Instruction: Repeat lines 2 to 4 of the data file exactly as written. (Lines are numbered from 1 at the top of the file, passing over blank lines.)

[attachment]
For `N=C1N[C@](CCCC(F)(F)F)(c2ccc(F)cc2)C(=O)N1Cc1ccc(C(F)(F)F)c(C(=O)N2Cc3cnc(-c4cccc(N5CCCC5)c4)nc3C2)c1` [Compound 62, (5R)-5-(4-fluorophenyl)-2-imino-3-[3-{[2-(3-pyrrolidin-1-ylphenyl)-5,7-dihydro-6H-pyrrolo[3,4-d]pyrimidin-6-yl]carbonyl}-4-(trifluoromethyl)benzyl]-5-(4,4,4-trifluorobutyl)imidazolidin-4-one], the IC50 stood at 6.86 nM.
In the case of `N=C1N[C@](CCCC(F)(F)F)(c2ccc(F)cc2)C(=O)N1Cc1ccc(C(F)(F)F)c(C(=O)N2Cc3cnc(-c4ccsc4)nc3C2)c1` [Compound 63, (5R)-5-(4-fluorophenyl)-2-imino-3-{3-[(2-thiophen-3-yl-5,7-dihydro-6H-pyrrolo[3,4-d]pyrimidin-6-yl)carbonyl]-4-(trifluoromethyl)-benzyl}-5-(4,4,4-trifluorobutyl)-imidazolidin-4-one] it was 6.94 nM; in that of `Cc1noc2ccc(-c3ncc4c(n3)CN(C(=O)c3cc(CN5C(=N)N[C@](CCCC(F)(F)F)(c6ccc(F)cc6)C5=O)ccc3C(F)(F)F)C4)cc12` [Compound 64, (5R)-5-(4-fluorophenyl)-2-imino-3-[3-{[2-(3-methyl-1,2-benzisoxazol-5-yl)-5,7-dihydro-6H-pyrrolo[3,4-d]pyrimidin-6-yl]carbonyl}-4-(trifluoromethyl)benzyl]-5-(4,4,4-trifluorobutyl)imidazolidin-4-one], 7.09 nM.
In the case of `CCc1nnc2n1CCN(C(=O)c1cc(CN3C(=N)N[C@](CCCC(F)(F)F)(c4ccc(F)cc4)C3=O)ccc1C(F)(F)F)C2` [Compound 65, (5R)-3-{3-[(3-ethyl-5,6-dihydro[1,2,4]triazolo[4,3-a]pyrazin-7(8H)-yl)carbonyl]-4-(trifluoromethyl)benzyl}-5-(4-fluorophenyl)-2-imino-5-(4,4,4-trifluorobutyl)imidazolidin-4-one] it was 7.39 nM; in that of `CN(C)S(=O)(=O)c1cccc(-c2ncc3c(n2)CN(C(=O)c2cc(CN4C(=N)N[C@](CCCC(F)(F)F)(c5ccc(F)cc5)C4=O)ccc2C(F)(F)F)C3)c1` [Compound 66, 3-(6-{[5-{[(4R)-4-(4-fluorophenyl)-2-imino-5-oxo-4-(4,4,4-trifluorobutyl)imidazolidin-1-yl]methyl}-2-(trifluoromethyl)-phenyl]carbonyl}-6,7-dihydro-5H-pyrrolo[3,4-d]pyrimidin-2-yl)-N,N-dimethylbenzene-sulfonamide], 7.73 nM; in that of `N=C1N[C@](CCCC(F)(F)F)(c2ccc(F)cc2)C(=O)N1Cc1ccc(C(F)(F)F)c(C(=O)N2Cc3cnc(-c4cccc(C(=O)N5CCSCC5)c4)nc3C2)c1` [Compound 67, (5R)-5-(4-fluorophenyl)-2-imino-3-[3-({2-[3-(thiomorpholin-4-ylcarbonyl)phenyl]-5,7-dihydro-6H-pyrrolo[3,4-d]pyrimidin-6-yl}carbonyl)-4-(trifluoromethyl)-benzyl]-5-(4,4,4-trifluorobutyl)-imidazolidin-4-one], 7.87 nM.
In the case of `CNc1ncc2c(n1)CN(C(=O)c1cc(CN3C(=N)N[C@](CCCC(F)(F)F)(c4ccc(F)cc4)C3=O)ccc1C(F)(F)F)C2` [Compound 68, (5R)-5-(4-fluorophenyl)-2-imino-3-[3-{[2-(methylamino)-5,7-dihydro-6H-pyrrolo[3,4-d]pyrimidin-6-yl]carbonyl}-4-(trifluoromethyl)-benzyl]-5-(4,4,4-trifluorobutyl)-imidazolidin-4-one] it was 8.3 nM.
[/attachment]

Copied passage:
In the case of `N=C1N[C@](CCCC(F)(F)F)(c2ccc(F)cc2)C(=O)N1Cc1ccc(C(F)(F)F)c(C(=O)N2Cc3cnc(-c4ccsc4)nc3C2)c1` [Compound 63, (5R)-5-(4-fluorophenyl)-2-imino-3-{3-[(2-thiophen-3-yl-5,7-dihydro-6H-pyrrolo[3,4-d]pyrimidin-6-yl)carbonyl]-4-(trifluoromethyl)-benzyl}-5-(4,4,4-trifluorobutyl)-imidazolidin-4-one] it was 6.94 nM; in that of `Cc1noc2ccc(-c3ncc4c(n3)CN(C(=O)c3cc(CN5C(=N)N[C@](CCCC(F)(F)F)(c6ccc(F)cc6)C5=O)ccc3C(F)(F)F)C4)cc12` [Compound 64, (5R)-5-(4-fluorophenyl)-2-imino-3-[3-{[2-(3-methyl-1,2-benzisoxazol-5-yl)-5,7-dihydro-6H-pyrrolo[3,4-d]pyrimidin-6-yl]carbonyl}-4-(trifluoromethyl)benzyl]-5-(4,4,4-trifluorobutyl)imidazolidin-4-one], 7.09 nM.
In the case of `CCc1nnc2n1CCN(C(=O)c1cc(CN3C(=N)N[C@](CCCC(F)(F)F)(c4ccc(F)cc4)C3=O)ccc1C(F)(F)F)C2` [Compound 65, (5R)-3-{3-[(3-ethyl-5,6-dihydro[1,2,4]triazolo[4,3-a]pyrazin-7(8H)-yl)carbonyl]-4-(trifluoromethyl)benzyl}-5-(4-fluorophenyl)-2-imino-5-(4,4,4-trifluorobutyl)imidazolidin-4-one] it was 7.39 nM; in that of `CN(C)S(=O)(=O)c1cccc(-c2ncc3c(n2)CN(C(=O)c2cc(CN4C(=N)N[C@](CCCC(F)(F)F)(c5ccc(F)cc5)C4=O)ccc2C(F)(F)F)C3)c1` [Compound 66, 3-(6-{[5-{[(4R)-4-(4-fluorophenyl)-2-imino-5-oxo-4-(4,4,4-trifluorobutyl)imidazolidin-1-yl]methyl}-2-(trifluoromethyl)-phenyl]carbonyl}-6,7-dihydro-5H-pyrrolo[3,4-d]pyrimidin-2-yl)-N,N-dimethylbenzene-sulfonamide], 7.73 nM; in that of `N=C1N[C@](CCCC(F)(F)F)(c2ccc(F)cc2)C(=O)N1Cc1ccc(C(F)(F)F)c(C(=O)N2Cc3cnc(-c4cccc(C(=O)N5CCSCC5)c4)nc3C2)c1` [Compound 67, (5R)-5-(4-fluorophenyl)-2-imino-3-[3-({2-[3-(thiomorpholin-4-ylcarbonyl)phenyl]-5,7-dihydro-6H-pyrrolo[3,4-d]pyrimidin-6-yl}carbonyl)-4-(trifluoromethyl)-benzyl]-5-(4,4,4-trifluorobutyl)-imidazolidin-4-one], 7.87 nM.
In the case of `CNc1ncc2c(n1)CN(C(=O)c1cc(CN3C(=N)N[C@](CCCC(F)(F)F)(c4ccc(F)cc4)C3=O)ccc1C(F)(F)F)C2` [Compound 68, (5R)-5-(4-fluorophenyl)-2-imino-3-[3-{[2-(methylamino)-5,7-dihydro-6H-pyrrolo[3,4-d]pyrimidin-6-yl]carbonyl}-4-(trifluoromethyl)-benzyl]-5-(4,4,4-trifluorobutyl)-imidazolidin-4-one] it was 8.3 nM.